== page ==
What’s Up in Tiburon? Home Sales, for One

The Marin town of Tiburon

Tiburon home sales are up more than 40 percent

Known for its breathtaking views and sparkling waterfront, the town of Tiburon is starting to see its real estate market rebound after a slow couple of years.

“Until recently nobody was selling unless they had to, and the people in Tiburon and Belvedere were historically people who, if they didn’t get their price, they would just take their property off the market or rent it,” said Brent Thomson, a senior vice president at Pacific Union International and branch executive for our Marin County region.

Between January and July, the number of single-family homes sold in Tiburon increased 43 percent over the same period in 2011, growing from 51 to 73 homes, according to MLS data.

The average sales price is now $1.65 million.

At the same time, city officials are launching a new marketing campaign to re-brand the town and attract more tourists to the scenic southern Marin County locale.

“The town feels like it’s being reinvigorated – with the America’s Cup coming, there’s a big push,” Thomson said. “Now we’re seeing properties move out there quickly, and at a high price point.”

Recently, one home went under contract just six hours after going on the market, and multiple offers have become the norm, she said.

With a population of about 9,000, Tiburon lies between Corte Madera and Mill Valley on the Tiburon Peninsula. The town is affluent, with a median household income of $147,232, according to the 2010 U.S. Census. More than 80 percent of residents 25 or older have at least a bachelor’s degree.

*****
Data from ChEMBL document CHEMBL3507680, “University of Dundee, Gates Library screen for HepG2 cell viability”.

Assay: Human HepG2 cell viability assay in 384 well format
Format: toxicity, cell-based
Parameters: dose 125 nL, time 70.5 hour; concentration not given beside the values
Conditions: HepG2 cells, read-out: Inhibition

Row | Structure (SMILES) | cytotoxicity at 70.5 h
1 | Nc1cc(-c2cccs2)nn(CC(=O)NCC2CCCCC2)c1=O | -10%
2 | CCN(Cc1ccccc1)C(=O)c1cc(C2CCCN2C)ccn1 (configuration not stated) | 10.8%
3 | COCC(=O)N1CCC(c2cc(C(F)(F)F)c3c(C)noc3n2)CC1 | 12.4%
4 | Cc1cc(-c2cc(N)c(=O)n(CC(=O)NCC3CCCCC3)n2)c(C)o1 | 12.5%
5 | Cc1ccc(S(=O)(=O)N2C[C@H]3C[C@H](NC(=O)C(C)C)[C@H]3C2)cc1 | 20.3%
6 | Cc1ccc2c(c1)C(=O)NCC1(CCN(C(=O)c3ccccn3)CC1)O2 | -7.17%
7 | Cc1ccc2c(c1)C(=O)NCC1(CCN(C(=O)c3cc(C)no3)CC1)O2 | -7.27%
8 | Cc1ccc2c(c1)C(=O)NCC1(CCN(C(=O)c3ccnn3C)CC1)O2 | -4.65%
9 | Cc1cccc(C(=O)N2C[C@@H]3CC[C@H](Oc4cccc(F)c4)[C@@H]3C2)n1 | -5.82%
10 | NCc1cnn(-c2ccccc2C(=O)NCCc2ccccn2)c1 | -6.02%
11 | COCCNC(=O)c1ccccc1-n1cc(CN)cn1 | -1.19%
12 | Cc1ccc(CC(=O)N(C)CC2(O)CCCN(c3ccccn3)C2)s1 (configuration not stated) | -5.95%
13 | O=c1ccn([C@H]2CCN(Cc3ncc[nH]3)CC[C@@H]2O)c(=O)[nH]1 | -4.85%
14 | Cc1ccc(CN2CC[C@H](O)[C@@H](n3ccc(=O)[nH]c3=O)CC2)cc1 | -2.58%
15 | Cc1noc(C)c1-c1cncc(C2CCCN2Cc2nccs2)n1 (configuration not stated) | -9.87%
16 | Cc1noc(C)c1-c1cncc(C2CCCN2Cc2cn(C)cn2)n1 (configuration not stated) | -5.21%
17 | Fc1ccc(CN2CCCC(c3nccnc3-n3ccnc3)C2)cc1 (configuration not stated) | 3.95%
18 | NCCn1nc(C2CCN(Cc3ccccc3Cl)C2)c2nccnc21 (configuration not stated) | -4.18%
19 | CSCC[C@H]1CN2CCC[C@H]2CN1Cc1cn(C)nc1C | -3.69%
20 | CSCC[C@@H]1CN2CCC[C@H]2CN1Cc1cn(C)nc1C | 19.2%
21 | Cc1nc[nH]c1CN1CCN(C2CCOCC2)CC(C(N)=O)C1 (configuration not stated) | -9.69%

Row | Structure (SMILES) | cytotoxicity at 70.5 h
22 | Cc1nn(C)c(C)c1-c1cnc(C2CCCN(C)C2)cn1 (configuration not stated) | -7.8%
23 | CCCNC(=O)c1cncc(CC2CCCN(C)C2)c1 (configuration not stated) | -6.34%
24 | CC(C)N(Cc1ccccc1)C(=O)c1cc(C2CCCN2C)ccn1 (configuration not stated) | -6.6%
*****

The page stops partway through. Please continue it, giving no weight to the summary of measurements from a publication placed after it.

Tiburon has become increasingly attractive to young families, in part because of its excellent Reed Union School District, said Mayor Jim Fraser, who also works as a Pacific Union real estate professional.  All three district schools have earned the prestigious California Distinguished School award.

“It’s a great community, and the demographics are slowly tipping to younger,” Fraser said. “We’ve had a 37 percent increase in kids in our schools over the past five years.”

Tiburon boasts a ferry terminal, a revitalized downtown, and the Boardwalk and Cove shopping centers. Outdoor enthusiasts have many options for jogging, walking, and cycling on waterfront trails, and the remodeled Belvedere-Tiburon Library offers programming and activities for children and adults.

Blackie’s Pasture, named for a well-known local horse that died in the 1960s, offers a charming bit of history and remains popular among dog walkers and hikers.

Tiburon is home to a variety of neighborhoods, including the Old Tiburon neighborhood with its hillside views of San Francisco, Angel Island, and the Golden Gate Bridge; the Bel Aire and Belveron neighborhoods with easy access to schools and Highway 101; and the Shoreline Park area with great proximity to the waterfront.

“It’s a gorgeous piece of property out there on the Tiburon Peninsula,” Thomson said.  “You have an excellent school system, a lot of parent involvement. You get spoiled — it’s a wonderful lifestyle and quality of life.”

(Photo of Tiburon courtesy of Jdlasica, via Flickr.)

 

 

 

 

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